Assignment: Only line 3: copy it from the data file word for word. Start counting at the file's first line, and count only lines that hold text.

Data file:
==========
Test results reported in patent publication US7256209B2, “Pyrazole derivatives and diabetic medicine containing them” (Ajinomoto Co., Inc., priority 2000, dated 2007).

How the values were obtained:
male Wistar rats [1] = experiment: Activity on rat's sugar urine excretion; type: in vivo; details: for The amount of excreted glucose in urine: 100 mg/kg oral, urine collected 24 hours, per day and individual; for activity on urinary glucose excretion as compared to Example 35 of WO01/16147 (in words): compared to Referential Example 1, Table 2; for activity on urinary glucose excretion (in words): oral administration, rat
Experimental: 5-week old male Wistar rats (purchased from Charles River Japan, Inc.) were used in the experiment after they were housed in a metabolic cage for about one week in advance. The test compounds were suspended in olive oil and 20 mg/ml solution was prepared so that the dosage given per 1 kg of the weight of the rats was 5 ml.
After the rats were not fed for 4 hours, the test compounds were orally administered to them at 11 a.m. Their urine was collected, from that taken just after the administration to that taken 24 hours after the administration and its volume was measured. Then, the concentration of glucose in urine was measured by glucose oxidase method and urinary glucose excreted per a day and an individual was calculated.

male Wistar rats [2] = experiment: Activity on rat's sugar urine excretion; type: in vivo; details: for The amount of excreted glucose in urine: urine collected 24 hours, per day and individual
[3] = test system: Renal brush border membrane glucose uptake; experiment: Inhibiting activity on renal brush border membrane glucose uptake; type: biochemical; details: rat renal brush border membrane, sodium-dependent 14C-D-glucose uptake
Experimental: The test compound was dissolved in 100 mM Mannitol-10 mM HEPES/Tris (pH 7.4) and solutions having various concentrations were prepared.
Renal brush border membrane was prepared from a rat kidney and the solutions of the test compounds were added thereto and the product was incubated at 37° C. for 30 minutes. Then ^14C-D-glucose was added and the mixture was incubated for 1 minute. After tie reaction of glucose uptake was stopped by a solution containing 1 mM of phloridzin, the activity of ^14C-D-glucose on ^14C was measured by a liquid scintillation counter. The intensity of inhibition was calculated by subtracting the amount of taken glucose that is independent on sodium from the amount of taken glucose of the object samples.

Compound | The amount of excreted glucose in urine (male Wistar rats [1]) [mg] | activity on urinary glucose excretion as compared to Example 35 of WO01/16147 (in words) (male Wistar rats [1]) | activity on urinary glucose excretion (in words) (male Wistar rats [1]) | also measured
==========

male Wistar rats [1] = experiment: Activity on rat's sugar urine excretion; type: in vivo; details: for The amount of excreted glucose in urine: 100 mg/kg oral, urine collected 24 hours, per day and individual; for activity on urinary glucose excretion as compared to Example 35 of WO01/16147 (in words): compared to Referential Example 1, Table 2; for activity on urinary glucose excretion (in words): oral administration, rat